How Donald Trump loomed over the state of the union

WASHINGTON -- Donald Trump woke up Wednesday morning basking in the opprobrium of the entire Washington political establishment.

The reality-TV-star-turned-presidential contender was not just the unspoken target of Barack Obama's state of the union address.

See Full Article

He was also the unnamed antagonist in his own party's reply to the speech, delivered by South Carolina Gov. Nikki Haley.

Both speeches warned against immigrant- and minority-bashing in a country that owes much of its historic prosperity to the labour of immigrants.

From hundreds of kilometres away, Trump once again managed to wiggle his way into the centre of Washington's political conversation.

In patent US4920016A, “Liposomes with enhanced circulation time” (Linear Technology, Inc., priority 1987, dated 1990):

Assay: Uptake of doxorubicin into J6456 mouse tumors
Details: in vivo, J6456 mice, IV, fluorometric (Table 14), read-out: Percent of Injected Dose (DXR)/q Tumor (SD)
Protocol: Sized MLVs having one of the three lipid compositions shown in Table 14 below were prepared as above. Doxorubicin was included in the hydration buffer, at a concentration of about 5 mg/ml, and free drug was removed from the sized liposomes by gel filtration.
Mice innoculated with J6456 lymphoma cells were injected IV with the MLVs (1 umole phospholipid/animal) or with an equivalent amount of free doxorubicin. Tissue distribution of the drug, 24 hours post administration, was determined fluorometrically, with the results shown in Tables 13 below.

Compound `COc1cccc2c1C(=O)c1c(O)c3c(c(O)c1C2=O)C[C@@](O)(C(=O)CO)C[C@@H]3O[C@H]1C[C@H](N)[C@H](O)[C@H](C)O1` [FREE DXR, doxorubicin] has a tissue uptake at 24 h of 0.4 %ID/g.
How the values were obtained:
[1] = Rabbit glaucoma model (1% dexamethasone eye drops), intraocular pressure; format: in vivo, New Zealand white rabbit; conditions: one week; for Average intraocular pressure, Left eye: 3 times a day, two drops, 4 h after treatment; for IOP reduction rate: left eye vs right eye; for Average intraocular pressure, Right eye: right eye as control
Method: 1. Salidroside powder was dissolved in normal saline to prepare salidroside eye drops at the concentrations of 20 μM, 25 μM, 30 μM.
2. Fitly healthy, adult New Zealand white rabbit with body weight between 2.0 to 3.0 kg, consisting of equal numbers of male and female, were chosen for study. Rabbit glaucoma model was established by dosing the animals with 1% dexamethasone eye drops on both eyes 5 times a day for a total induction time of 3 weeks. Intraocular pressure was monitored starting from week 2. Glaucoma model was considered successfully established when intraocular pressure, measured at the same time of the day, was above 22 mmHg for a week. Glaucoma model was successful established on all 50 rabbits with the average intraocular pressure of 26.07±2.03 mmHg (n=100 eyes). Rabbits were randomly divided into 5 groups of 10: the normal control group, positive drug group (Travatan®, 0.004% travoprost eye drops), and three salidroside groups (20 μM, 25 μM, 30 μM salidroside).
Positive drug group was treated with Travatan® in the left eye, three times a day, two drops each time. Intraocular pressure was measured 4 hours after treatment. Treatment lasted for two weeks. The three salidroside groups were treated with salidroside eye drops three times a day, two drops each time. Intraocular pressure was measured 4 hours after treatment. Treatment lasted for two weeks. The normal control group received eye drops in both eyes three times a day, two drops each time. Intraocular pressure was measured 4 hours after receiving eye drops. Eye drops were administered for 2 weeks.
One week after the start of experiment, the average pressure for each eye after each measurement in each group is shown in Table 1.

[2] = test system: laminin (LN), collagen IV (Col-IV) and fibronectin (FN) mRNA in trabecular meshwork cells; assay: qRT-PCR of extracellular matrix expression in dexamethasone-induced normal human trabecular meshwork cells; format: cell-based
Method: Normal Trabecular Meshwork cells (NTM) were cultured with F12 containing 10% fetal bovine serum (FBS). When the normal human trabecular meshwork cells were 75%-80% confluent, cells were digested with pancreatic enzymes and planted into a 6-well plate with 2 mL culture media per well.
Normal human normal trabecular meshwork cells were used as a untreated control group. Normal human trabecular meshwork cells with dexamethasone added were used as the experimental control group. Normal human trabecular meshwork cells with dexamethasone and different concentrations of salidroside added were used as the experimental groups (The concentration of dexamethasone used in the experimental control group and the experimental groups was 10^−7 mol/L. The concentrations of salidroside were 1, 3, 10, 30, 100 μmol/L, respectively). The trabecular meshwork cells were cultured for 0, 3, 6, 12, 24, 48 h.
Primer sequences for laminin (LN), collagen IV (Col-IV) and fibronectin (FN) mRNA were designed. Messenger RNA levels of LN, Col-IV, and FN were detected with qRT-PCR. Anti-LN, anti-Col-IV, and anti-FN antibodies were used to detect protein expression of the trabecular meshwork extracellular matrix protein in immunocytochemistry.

And he scoffed in the general direction of its disdain.

"The state of the union speech was one of the most boring, rambling and non-substantive I have heard in a long time. New leadership fast!" he tweeted.

Trump called Haley weak on illegal immigration in a "Today Show" interview. He also mused that she was off to a bad start if she wanted to be his pick for vice-president.

Trump has horrified the political establishment with his call for the mass-deportation of undocumented Latino migrants and a freeze on Muslim travel to the U.S.

The reaction to Tuesday's speeches showed that the starkest divisions in U.S. politics aren't merely between the parties -- but within them, as Republican elites align against much of their party rank-and-file.

Haley reminded viewers that she was the daughter of immigrants from India.

And she, the Republican party's chosen spokesperson for the biggest evening on the U.S. political calendar, delivered a staunchly pro-immigrant message that declared no foreigner willing to work hard should feel unwelcome in the U.S.

"During anxious times, it can be tempting to follow the siren call of the angriest voices. We must resist that temptation," she said.